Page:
What is the Impact of the Obstructive Sleep Hypopnea-apnea Syndrome on Employment for Military Personnel?

Research Paper Title

Impact of the obstructive sleep hypopnea-apnea syndrome treated on employment for military employment.

Background

The diurnal hypersomnia associated with obstructive sleep apnea (OSA) affects soldier employment and deployability. In this study, we examined the impact of OSA on the employment of soldiers on continuous positive airways pressure (CPAP) therapy by measuring several items: work absenteeism using the Work Productivity and Activity Impairment (WPAI) questionnaire, diurnal hypersomnia, and career advancement.

Methods

A questionnaire was sent by regular mail to 940 soldiers with OSA on CPAP therapy who are insured by the French Military Healthcare Fund (Caisse Nationale Militaire de Sécurité Sociale).

Results

Questionnaires were returned by 439 soldiers: mean age 47 years; mean body mass index 29.8kg/m2. Absenteeism reached 0.45%, and work productivity impairment 8.7%. Hypersomnia was reported by 15.4% and was severe for 9.7%. The average daily working time was 6.5 hours. Quality of life was improved for 91.1%. The military practitioner had diagnosed OSA in 19.6% of these soldiers and had prescribed treatment in 14.9%.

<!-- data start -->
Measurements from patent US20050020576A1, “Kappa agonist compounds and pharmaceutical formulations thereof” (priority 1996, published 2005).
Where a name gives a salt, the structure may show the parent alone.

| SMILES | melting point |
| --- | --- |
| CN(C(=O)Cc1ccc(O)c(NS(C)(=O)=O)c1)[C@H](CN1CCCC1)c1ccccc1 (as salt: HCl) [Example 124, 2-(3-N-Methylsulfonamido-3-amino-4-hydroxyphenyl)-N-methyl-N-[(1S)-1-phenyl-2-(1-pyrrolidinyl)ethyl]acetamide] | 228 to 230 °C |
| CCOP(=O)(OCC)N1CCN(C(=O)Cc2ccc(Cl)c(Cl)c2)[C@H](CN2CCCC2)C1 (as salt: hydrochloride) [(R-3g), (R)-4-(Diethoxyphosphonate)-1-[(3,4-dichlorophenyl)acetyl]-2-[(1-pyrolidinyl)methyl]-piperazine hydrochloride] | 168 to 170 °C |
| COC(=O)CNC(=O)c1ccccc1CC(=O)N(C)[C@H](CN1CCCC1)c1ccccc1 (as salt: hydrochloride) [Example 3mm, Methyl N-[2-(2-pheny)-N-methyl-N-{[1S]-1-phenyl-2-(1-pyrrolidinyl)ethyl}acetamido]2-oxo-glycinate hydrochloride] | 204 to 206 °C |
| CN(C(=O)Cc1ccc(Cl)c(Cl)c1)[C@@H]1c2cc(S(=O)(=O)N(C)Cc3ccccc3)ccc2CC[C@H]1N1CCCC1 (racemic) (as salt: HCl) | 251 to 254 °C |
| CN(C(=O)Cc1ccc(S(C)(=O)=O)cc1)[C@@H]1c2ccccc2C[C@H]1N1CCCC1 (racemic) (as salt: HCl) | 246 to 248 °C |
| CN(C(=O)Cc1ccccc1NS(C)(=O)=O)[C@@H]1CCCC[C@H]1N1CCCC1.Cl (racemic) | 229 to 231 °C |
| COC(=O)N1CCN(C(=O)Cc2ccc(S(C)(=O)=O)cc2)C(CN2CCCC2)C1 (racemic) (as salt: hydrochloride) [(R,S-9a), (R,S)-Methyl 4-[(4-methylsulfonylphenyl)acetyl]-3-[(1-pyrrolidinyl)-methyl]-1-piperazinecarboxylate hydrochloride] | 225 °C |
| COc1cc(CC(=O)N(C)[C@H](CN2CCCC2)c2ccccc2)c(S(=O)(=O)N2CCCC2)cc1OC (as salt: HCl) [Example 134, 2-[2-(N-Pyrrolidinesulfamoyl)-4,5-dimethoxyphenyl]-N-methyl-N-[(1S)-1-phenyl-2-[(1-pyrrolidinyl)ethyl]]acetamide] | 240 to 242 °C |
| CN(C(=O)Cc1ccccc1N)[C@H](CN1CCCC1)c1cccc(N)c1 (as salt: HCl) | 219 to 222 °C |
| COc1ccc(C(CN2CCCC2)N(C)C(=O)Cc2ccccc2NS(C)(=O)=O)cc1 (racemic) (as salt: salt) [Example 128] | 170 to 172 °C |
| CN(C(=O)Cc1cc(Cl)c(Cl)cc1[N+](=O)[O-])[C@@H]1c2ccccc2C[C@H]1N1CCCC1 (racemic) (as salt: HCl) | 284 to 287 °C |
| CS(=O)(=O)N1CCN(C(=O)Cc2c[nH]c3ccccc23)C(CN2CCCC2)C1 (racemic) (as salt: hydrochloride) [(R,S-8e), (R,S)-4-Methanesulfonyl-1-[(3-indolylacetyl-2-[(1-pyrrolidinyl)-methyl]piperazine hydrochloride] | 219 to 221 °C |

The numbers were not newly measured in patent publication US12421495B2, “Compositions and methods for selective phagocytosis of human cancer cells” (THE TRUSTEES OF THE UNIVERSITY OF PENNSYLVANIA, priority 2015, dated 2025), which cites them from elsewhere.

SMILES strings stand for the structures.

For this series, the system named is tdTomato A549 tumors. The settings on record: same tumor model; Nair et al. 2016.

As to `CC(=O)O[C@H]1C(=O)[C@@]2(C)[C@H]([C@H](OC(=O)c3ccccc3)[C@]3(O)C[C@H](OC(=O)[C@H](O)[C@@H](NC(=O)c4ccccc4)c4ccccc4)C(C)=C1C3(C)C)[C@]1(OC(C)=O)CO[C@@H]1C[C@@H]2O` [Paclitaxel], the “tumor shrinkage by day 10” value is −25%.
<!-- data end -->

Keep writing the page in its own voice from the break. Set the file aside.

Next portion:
Conclusions

Residual OSA in these soldiers on CPAP therapy had little impact on work productivity impairment that was less than observed in populations with chronic diseases. In our study population, hypersomnia was less common than observed in the general population. An impact on career advancement could not be clearly demonstrated. Close medical follow-up is warranted in certain populations due to the persistence of severe somnolence in a significant number of patients.

Reference

Vanderperre, G., Nguyen-Huy-Thui, G., Marsan, P., Desjeux, G. & Marcaillou, M. (2018) Impact of the obstructive sleep hypopnea-apnea syndrom treated on employment for military employment [Article in French]. Revue d’empidemiologie et de Sante Publique. 66(5), pp.325-331. doi: 10.1016/j.respe.2018.05.562. Epub 2018 Jul 17.

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